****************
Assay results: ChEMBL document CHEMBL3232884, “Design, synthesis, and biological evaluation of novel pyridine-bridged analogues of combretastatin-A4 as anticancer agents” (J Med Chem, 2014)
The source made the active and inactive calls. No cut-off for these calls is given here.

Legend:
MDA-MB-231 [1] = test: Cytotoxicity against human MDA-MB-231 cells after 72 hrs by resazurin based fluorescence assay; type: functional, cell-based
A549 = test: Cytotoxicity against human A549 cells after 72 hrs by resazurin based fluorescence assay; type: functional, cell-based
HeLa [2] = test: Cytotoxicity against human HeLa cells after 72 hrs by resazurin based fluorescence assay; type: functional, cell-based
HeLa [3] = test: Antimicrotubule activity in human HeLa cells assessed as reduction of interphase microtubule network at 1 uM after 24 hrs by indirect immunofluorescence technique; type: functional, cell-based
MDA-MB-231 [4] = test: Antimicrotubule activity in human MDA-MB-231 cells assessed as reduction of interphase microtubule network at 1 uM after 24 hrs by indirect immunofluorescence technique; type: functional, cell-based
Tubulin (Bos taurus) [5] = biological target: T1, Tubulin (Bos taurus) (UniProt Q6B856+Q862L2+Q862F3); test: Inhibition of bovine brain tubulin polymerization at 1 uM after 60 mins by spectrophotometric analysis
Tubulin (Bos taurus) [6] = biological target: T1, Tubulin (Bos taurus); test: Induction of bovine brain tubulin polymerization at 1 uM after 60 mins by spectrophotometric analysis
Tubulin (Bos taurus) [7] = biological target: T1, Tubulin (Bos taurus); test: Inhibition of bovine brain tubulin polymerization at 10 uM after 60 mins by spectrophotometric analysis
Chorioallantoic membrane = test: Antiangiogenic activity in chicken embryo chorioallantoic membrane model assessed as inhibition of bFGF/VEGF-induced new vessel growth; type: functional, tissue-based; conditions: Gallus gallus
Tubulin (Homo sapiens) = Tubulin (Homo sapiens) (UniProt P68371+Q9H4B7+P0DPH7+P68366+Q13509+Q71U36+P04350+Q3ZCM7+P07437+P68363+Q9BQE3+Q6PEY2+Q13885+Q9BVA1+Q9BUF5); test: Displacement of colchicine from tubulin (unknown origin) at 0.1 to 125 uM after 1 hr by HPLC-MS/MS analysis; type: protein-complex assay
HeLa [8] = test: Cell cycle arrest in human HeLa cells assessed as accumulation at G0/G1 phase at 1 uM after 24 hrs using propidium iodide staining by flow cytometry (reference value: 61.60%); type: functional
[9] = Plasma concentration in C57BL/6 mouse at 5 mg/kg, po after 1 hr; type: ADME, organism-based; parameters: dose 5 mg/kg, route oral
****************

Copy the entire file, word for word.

Assay results: ChEMBL document CHEMBL3232884, “Design, synthesis, and biological evaluation of novel pyridine-bridged analogues of combretastatin-A4 as anticancer agents” (J Med Chem, 2014)
The source made the active and inactive calls. No cut-off for these calls is given here.

Legend:
MDA-MB-231 [1] = test: Cytotoxicity against human MDA-MB-231 cells after 72 hrs by resazurin based fluorescence assay; type: functional, cell-based
A549 = test: Cytotoxicity against human A549 cells after 72 hrs by resazurin based fluorescence assay; type: functional, cell-based
HeLa [2] = test: Cytotoxicity against human HeLa cells after 72 hrs by resazurin based fluorescence assay; type: functional, cell-based
HeLa [3] = test: Antimicrotubule activity in human HeLa cells assessed as reduction of interphase microtubule network at 1 uM after 24 hrs by indirect immunofluorescence technique; type: functional, cell-based
MDA-MB-231 [4] = test: Antimicrotubule activity in human MDA-MB-231 cells assessed as reduction of interphase microtubule network at 1 uM after 24 hrs by indirect immunofluorescence technique; type: functional, cell-based
Tubulin (Bos taurus) [5] = biological target: T1, Tubulin (Bos taurus) (UniProt Q6B856+Q862L2+Q862F3); test: Inhibition of bovine brain tubulin polymerization at 1 uM after 60 mins by spectrophotometric analysis
Tubulin (Bos taurus) [6] = biological target: T1, Tubulin (Bos taurus); test: Induction of bovine brain tubulin polymerization at 1 uM after 60 mins by spectrophotometric analysis
Tubulin (Bos taurus) [7] = biological target: T1, Tubulin (Bos taurus); test: Inhibition of bovine brain tubulin polymerization at 10 uM after 60 mins by spectrophotometric analysis
Chorioallantoic membrane = test: Antiangiogenic activity in chicken embryo chorioallantoic membrane model assessed as inhibition of bFGF/VEGF-induced new vessel growth; type: functional, tissue-based; conditions: Gallus gallus
Tubulin (Homo sapiens) = Tubulin (Homo sapiens) (UniProt P68371+Q9H4B7+P0DPH7+P68366+Q13509+Q71U36+P04350+Q3ZCM7+P07437+P68363+Q9BQE3+Q6PEY2+Q13885+Q9BVA1+Q9BUF5); test: Displacement of colchicine from tubulin (unknown origin) at 0.1 to 125 uM after 1 hr by HPLC-MS/MS analysis; type: protein-complex assay
HeLa [8] = test: Cell cycle arrest in human HeLa cells assessed as accumulation at G0/G1 phase at 1 uM after 24 hrs using propidium iodide staining by flow cytometry (reference value: 61.60%); type: functional
[9] = Plasma concentration in C57BL/6 mouse at 5 mg/kg, po after 1 hr; type: ADME, organism-based; parameters: dose 5 mg/kg, route oral